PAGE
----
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Is there any difference between these two?

She was a good student, finishing in half the time the others took to finish.

She was a good student, finishing in half the time the others to finish took.

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There is a difference, but not much; both are technically grammatical and a little awkward, but the second one is more awkward and a little less clear.

A more natural alternative than either of those would be

She was a good student, finishing in half the time the others took.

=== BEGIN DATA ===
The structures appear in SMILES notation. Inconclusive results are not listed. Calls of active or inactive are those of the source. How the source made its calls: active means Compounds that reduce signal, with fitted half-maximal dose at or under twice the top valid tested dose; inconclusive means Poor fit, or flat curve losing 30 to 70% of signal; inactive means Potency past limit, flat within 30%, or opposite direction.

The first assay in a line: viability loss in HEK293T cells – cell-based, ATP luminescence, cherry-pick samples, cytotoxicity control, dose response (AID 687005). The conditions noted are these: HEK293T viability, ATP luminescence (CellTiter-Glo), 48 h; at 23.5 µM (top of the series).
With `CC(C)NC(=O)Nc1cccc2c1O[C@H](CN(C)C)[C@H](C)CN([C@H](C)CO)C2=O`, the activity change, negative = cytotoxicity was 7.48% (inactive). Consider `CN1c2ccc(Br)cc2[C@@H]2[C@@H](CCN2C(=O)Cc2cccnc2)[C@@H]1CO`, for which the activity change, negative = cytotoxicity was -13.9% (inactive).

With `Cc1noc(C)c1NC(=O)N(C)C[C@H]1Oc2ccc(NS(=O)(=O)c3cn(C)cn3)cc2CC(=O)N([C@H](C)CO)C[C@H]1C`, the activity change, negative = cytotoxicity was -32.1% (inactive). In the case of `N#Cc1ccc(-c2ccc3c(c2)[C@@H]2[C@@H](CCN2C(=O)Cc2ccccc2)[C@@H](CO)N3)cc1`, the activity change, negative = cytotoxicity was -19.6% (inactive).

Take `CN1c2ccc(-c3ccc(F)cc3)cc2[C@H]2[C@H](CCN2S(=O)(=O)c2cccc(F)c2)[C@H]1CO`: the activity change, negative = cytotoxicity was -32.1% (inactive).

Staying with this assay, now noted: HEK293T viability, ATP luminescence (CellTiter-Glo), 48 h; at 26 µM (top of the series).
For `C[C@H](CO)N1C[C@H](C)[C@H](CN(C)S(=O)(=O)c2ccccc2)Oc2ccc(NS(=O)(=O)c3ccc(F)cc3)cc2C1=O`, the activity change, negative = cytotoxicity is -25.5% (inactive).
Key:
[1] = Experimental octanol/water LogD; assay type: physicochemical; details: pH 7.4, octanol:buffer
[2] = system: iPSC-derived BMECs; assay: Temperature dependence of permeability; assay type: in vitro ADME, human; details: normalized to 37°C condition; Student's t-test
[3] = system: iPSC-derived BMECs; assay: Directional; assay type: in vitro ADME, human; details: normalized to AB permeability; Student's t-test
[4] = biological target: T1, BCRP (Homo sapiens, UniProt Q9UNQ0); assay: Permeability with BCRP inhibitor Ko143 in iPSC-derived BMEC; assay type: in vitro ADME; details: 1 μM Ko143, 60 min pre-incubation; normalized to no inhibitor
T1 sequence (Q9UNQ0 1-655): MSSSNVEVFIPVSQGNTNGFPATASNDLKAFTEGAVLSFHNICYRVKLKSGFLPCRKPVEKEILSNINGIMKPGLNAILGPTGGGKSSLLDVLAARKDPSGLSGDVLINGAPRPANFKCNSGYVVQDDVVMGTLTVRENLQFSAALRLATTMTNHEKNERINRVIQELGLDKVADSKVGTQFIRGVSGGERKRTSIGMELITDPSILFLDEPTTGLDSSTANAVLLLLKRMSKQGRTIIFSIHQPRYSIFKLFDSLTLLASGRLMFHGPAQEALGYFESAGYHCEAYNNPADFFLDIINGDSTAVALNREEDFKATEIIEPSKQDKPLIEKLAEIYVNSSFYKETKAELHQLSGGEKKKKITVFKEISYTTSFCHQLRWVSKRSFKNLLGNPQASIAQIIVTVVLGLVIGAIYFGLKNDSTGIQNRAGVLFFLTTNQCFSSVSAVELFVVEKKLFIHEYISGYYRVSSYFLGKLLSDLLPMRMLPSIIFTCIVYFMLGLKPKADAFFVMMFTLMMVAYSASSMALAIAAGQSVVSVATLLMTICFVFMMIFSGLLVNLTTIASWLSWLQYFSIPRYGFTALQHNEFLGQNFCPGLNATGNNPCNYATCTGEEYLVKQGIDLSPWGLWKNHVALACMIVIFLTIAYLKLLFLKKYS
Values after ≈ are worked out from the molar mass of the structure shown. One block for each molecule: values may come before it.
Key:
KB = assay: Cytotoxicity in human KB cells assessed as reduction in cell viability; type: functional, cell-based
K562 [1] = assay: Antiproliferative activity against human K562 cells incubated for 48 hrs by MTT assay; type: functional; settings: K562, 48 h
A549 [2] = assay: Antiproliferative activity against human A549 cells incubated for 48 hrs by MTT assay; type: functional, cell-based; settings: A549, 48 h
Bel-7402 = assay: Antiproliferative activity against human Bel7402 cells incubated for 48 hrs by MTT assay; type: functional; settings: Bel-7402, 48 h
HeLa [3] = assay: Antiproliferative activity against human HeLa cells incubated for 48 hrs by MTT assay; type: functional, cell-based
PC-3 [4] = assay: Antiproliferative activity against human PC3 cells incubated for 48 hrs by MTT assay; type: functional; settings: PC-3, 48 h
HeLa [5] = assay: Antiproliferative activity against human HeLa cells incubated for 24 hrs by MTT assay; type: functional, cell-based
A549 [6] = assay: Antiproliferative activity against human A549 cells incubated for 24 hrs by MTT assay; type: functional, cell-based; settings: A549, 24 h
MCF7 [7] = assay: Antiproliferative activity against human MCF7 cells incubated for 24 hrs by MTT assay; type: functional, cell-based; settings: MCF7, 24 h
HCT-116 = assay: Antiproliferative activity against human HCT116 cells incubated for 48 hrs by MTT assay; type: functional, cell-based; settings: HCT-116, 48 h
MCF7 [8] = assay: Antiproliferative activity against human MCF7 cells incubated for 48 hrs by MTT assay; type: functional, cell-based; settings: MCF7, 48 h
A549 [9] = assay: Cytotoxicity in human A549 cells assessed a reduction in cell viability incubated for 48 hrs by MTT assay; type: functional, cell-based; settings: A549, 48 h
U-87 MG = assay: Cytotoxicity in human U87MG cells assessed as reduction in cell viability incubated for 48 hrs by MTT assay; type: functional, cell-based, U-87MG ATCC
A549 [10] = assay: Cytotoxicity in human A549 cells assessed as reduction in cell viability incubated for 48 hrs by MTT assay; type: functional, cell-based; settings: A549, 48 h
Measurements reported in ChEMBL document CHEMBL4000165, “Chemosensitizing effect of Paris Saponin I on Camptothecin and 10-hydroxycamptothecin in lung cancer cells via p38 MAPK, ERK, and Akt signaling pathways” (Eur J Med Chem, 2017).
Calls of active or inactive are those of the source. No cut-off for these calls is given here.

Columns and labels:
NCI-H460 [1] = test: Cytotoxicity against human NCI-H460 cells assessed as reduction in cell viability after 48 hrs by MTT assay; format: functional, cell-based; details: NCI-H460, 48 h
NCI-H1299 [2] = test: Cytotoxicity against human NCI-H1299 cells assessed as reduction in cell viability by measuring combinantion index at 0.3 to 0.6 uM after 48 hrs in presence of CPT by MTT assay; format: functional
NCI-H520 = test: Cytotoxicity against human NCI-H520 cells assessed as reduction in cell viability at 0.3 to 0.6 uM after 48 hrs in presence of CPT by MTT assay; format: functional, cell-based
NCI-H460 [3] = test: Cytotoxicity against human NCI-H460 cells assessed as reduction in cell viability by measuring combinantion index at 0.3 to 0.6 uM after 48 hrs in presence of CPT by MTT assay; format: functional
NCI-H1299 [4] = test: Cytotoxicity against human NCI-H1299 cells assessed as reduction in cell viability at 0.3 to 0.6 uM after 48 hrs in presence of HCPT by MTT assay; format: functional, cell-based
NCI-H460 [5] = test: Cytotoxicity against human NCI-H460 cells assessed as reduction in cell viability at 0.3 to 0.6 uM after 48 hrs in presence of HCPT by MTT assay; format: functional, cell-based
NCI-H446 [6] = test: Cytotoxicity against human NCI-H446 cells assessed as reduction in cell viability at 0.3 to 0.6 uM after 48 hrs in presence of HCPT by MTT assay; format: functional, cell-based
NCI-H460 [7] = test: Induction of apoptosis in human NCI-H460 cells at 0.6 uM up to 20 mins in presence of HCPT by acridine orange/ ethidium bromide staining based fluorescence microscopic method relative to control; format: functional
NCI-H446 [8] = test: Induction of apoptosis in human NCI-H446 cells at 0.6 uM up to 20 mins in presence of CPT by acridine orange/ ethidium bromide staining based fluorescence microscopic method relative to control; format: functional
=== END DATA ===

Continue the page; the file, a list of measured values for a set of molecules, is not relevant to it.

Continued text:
The extra words add next to nothing in this case, since they are already implied by context. In more complex sentences, they might be necessary, but the addition of them would have to be weighed against just making the sentence simpler by rephrasing. (English removes words in cases like this — which is called ellipsis — more often and in a few other cases than some other languages.)

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